1st big internet project: an ISP called OlyWa.net (acquired my web design / training biz) then acquired by a weird NorCal telcom who imploded messily… later sorta resurrected as Zhonka – media archive lives here
Zhonka co-founders on 40 under 40 List (new window) – feature article by Paul Schrag from Business Examiner details achievements by 40 area business leaders under 40 years of age including Zhonka’s Jacob Stewart and Dave Olson 6/23/03
Article from The Olympian (new window) – newspaper article about Zhonka Broadband by Alex Goff w/ pic of Dave, Jay and Kenny Trobman at the Clubside Cafe 3/21/03 – Photo by Steve Bloom /The Olympian
Not sure if you saw this but … a few month’s back, my colleague and co-conspirator at Zhonka! was at it again with a wise and insightful bit of commentary on the unnecessary hassle imposed on ISPs who some think should pay the role of snoop and fink. Jay’s commentary is below form his blog post Yet More Business Press from Tuesday, November 21, 2006.
This is in response to the Attorneys General of many states, including Rob McKenna of Washington State, putting out a hot-air puffery press release (read the actual letter here) on how ISPs could help catch paedophiles, which is true, if we snooped on traffic and violated the privacy of our customers. Surely, there is a better way to protect children than turning our country into a “Big Brother” police state, where ISPs and telephone companies keep records of activity and data forever, so that the “authorities” can sift through it long after it would have protected any children. Law enforcement needs to start doing it’s job, and stop hassling poor (and brown) people. Anyway, I think these are some of my best quotes ever published in the print media, and am proud to been able to speak out against this kind of fishing expedition.
Some people in the industry , however, see no problem with offering free wireless Internet access, believing that if a customer can pay for a mocha and owns a laptop, they can probably order a second drink, too.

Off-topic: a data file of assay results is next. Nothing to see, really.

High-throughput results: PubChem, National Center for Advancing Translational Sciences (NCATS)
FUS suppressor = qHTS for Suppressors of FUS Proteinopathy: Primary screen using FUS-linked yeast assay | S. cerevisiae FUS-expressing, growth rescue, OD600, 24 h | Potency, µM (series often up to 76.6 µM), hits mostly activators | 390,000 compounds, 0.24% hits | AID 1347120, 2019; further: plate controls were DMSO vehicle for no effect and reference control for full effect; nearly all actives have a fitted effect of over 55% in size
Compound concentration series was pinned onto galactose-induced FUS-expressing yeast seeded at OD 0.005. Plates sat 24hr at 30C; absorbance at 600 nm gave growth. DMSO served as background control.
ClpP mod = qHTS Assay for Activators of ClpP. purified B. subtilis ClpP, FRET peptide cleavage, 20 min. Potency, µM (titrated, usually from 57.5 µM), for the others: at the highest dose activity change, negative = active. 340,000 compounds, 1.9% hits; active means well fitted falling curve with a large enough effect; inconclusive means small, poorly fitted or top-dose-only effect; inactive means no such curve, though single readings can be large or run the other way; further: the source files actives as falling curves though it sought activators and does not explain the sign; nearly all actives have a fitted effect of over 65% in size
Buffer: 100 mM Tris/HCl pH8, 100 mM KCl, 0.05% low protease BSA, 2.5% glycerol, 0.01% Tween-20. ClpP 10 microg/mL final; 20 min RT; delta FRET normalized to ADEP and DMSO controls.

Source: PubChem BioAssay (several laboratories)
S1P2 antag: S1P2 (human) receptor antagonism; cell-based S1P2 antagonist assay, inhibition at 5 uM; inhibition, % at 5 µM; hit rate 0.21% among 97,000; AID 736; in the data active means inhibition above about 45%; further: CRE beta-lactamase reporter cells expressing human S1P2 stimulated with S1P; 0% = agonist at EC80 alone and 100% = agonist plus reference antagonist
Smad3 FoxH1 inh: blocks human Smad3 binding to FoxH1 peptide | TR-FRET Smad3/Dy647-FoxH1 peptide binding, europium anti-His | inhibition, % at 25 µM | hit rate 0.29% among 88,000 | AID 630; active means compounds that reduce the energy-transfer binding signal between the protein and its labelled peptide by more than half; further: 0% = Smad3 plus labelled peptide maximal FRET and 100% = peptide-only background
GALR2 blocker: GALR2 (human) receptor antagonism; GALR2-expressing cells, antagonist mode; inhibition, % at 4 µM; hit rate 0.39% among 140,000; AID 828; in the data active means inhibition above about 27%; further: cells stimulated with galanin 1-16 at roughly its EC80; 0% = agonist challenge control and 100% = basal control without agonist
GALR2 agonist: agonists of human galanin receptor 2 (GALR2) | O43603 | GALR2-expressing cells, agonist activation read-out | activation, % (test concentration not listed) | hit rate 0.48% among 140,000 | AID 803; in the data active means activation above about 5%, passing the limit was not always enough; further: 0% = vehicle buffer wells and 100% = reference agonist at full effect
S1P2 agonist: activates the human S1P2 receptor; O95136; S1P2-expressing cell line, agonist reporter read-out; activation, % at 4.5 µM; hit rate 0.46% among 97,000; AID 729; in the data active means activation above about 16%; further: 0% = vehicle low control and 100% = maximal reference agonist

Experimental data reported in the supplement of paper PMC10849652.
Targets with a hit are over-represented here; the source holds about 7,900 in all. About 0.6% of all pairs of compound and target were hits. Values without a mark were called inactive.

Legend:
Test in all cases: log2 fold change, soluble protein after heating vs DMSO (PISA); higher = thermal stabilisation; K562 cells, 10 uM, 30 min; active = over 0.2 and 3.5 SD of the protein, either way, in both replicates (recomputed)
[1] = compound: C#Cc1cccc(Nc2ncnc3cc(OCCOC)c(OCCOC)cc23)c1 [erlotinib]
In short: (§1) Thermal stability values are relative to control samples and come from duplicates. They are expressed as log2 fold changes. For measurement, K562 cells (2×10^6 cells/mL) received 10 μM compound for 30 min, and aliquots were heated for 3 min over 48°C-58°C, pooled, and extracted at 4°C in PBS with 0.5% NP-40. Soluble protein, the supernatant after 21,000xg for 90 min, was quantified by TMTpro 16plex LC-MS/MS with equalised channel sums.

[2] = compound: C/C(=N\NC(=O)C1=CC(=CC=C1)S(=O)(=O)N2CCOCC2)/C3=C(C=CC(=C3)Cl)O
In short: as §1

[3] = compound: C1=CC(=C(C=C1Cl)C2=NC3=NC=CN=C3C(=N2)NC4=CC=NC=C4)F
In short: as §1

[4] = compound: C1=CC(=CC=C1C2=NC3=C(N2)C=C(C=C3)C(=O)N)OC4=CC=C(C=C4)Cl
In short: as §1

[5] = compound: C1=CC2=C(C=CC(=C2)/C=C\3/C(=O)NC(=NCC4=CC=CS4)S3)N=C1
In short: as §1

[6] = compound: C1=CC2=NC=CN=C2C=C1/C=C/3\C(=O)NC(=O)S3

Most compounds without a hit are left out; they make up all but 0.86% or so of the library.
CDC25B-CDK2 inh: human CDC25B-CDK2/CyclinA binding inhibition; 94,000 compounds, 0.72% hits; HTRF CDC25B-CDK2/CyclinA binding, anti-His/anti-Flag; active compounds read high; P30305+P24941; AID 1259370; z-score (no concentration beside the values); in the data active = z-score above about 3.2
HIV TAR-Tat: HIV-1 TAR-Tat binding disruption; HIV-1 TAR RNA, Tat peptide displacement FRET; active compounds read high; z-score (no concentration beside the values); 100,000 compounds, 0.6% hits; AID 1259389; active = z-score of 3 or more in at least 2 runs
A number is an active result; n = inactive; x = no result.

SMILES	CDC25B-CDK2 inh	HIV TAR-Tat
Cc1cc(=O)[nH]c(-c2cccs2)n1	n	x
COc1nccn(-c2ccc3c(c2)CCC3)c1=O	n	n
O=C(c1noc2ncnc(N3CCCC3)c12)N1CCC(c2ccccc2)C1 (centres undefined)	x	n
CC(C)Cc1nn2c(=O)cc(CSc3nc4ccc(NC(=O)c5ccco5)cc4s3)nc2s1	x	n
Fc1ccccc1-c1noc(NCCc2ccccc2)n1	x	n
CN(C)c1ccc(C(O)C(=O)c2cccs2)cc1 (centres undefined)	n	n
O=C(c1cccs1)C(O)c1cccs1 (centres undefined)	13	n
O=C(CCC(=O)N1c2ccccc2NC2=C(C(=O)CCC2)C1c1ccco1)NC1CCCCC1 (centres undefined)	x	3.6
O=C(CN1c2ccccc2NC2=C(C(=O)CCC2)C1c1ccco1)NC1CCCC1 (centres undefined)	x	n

Dave Olson, minister of marketing at Zhonka, in Olympia, Wash, sell DSL Internet connections to a variety of companies (mostly cafes) in Olympia and throughout the Pacific Northwest. Cafe managers then turn around and offer wireless Internet to their coffee and tea sipping customers at no cost. “For us, it’s a good marketing ploy,” he says. “It promotes us in the community and puts out a lot of marketing goodwill. A year or so ago, it was mostly pay-per-use. Now people are drifting more toward doing the free thing.”
With an Internet line and a piece of hardware that processes the signal, cafes can be up and running in no time. The initial set-up cost is between $30 and $50, according to Olson.
He believes pay-per-use Internet access turns customers off because they have to spend time entering their credit card information onto a home page and might have to make immediate decisions about the number of minutes or months they want to subscribe. Also, the fee to jump on the Internet might seem silly to some people when they have plunked down money for a mocha and pastry, and perhaps plugged a parking meter for the time they are in the cafe. “You’re already in there paying for premium beverage and a place to sit, ” says Olson.
Wireless Net links spread
Libraries join Wi-Fi trend
BY KATHERINE TAM, THE OLYMPIAN
Free wireless access began popping up downtown about three years ago, when Dave Olson and Jacob Stewart launched Zhonka Broadband. They were looking to join with cafes to provide free Internet access. They started out by asking merchants they knew.
“People said ‘What are you talking about? Who’s going to use it? This is nuts,’ ” Olson said. “But they said ‘OK.’ ”
The idea took off. The clientele changed at the 4th Ave. Tav, where people began coming in at the noon hour for lunch and free Wi-Fi, he said. Today, the laptop has become a fixture in coffee shops.
“It creates a third place,” Olson said. “You’ve got your office and your home. Sometimes you need to get away from the distractions and escape.”
Wi-Fi hot spots aren’t widely publicized — though Zhonka publishes a list online — but people have found a way to locate them. Banner said she looks for the distinctive “Zhonka” sticker in shop windows or looks for other laptop users. Word has spread through word of mouth for Caffe Vita, Fink said.
Popular Science magazine ranked Seattle and Olympia as number one and two respectively for having the highest national percentage of Internet customers.